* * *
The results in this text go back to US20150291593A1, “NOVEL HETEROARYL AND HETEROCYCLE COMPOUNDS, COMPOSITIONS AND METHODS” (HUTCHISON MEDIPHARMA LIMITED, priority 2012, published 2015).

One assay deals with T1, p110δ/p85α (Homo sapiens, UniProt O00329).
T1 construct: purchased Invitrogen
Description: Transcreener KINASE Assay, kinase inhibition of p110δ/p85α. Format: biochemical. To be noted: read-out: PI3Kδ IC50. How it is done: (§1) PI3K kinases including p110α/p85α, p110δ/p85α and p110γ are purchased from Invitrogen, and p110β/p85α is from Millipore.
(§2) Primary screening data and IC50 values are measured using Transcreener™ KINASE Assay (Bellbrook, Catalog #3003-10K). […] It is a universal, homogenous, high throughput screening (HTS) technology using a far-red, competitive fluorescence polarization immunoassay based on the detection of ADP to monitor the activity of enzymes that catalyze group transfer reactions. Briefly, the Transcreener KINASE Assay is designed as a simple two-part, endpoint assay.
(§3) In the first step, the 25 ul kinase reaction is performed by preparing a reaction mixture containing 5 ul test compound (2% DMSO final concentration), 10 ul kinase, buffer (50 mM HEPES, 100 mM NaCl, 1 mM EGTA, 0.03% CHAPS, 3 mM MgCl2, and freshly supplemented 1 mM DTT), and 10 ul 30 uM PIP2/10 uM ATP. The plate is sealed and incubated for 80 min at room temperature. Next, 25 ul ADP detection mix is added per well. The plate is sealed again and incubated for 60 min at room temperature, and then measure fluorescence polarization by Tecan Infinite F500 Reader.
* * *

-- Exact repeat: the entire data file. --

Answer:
The results in this text go back to US20150291593A1, “NOVEL HETEROARYL AND HETEROCYCLE COMPOUNDS, COMPOSITIONS AND METHODS” (HUTCHISON MEDIPHARMA LIMITED, priority 2012, published 2015).

One assay deals with T1, p110δ/p85α (Homo sapiens, UniProt O00329).
T1 construct: purchased Invitrogen
Description: Transcreener KINASE Assay, kinase inhibition of p110δ/p85α. Format: biochemical. To be noted: read-out: PI3Kδ IC50. How it is done: (§1) PI3K kinases including p110α/p85α, p110δ/p85α and p110γ are purchased from Invitrogen, and p110β/p85α is from Millipore.
(§2) Primary screening data and IC50 values are measured using Transcreener™ KINASE Assay (Bellbrook, Catalog #3003-10K). […] It is a universal, homogenous, high throughput screening (HTS) technology using a far-red, competitive fluorescence polarization immunoassay based on the detection of ADP to monitor the activity of enzymes that catalyze group transfer reactions. Briefly, the Transcreener KINASE Assay is designed as a simple two-part, endpoint assay.
(§3) In the first step, the 25 ul kinase reaction is performed by preparing a reaction mixture containing 5 ul test compound (2% DMSO final concentration), 10 ul kinase, buffer (50 mM HEPES, 100 mM NaCl, 1 mM EGTA, 0.03% CHAPS, 3 mM MgCl2, and freshly supplemented 1 mM DTT), and 10 ul 30 uM PIP2/10 uM ATP. The plate is sealed and incubated for 80 min at room temperature. Next, 25 ul ADP detection mix is added per well. The plate is sealed again and incubated for 60 min at room temperature, and then measure fluorescence polarization by Tecan Infinite F500 Reader.